Feeds

Chinese man on trial for smuggling hi-tech military secrets

Prosecutors claim he was looking for a better job back home

Internet Security Threat Report 2014

The federal trial of a Chinese man accused of smuggling hi-tech military secrets from the US into his homeland in the hope of landing a better-paid job began this week.

Both sides exchanged opening salvoes on Wednesday in the case of Sixing Liu, an employee at New Jersey-based firm Space & Navigation, a division of US defence contractor L3 Communications which produces a range of navigation, intelligence and surveillance technologies.

Prosecutors allege that Liu, who is a permanent US resident, downloaded trade secrets to his laptop and took them to China to present at conferences on nanotechnology in Chongqing in 2009 and Shanghai in 2010, according to AP.

He has apparently been charged with exporting defence-related data without a license from the Department of State, possessing stolen trade secrets and telling porkies to US officials.

On the latter, Liu apparently lied to a US customs officer on return from the Shanghai trip about his visit to a conference there, despite the official spotting him with a VIP conference badge.

Liu’s defence team are portraying him as a hard-working employee who downloaded emails to his laptop to work on them without internet access, but who naively wasn’t up to speed with US import-export laws.

Assistant US Attorney Gurbir Singh Grewal alleged that Liu deliberately broke company rules about taking work home without a supervisor’s permission because he was looking to land himself a better job back in China.

“Is the fact he went to his alma mater and spoke some sort of motive in this case?” Liu’s attorney James Tunick countered, according to AP.

“There was nothing nefarious about this conference. He wasn't looking for work in China. There was no motive in this case because there was no crime."

The case comes at a rather delicate time for US-China relations, given the high profile Congressional investigation into national security concerns which have been raised over allowing Huawei and ZTE access to the US telecoms infrastructure market.

Tensions were already heightened after top US defence contractor United Technologies was fined $75m (£47.8m) by a federal court in July after confessing to more than 500 violations of export restrictions including software used in China’s first attack helicopter – claims which China denies. ®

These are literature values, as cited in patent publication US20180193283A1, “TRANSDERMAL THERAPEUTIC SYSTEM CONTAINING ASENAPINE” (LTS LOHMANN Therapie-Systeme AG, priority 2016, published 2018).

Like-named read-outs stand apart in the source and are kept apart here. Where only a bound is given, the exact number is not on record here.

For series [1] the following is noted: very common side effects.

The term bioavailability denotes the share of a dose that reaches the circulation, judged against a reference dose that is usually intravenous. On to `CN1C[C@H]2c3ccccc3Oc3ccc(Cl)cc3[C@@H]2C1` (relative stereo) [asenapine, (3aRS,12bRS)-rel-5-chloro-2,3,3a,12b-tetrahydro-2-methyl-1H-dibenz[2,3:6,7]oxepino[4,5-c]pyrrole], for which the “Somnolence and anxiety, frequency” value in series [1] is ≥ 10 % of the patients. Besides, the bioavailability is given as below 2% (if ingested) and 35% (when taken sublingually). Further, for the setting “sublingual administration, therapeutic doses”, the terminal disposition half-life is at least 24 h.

Internet Security Threat Report 2014

More from The Register

next story
George Clooney, WikiLeaks' lawyer wife hand out burner phones to wedding guests
Day 4: 'News'-papers STILL rammed with Clooney nuptials
Shellshock: 'Larger scale attack' on its way, warn securo-bods
Not just web servers under threat - though TENS of THOUSANDS have been hit
Apple's new iPhone 6 vulnerable to last year's TouchID fingerprint hack
But unsophisticated thieves need not attempt this trick
PEAK IPV4? Global IPv6 traffic is growing, DDoS dying, says Akamai
First time the cache network has seen drop in use of 32-bit-wide IP addresses
Oracle SHELLSHOCKER - data titan lists unpatchables
Database kingpin lists 32 products that can't be patched (yet) as GNU fixes second vuln
Researchers tell black hats: 'YOU'RE SOOO PREDICTABLE'
Want to register that domain? We're way ahead of you.
Stunned by Shellshock Bash bug? Patch all you can – or be punished
UK data watchdog rolls up its sleeves, polishes truncheon
prev story

Whitepapers

Forging a new future with identity relationship management
Learn about ForgeRock's next generation IRM platform and how it is designed to empower CEOS's and enterprises to engage with consumers.
Storage capacity and performance optimization at Mizuno USA
Mizuno USA turn to Tegile storage technology to solve both their SAN and backup issues.
The next step in data security
With recent increased privacy concerns and computers becoming more powerful, the chance of hackers being able to crack smaller-sized RSA keys increases.
Security for virtualized datacentres
Legacy security solutions are inefficient due to the architectural differences between physical and virtual environments.
A strategic approach to identity relationship management
ForgeRock commissioned Forrester to evaluate companies’ IAM practices and requirements when it comes to customer-facing scenarios versus employee-facing ones.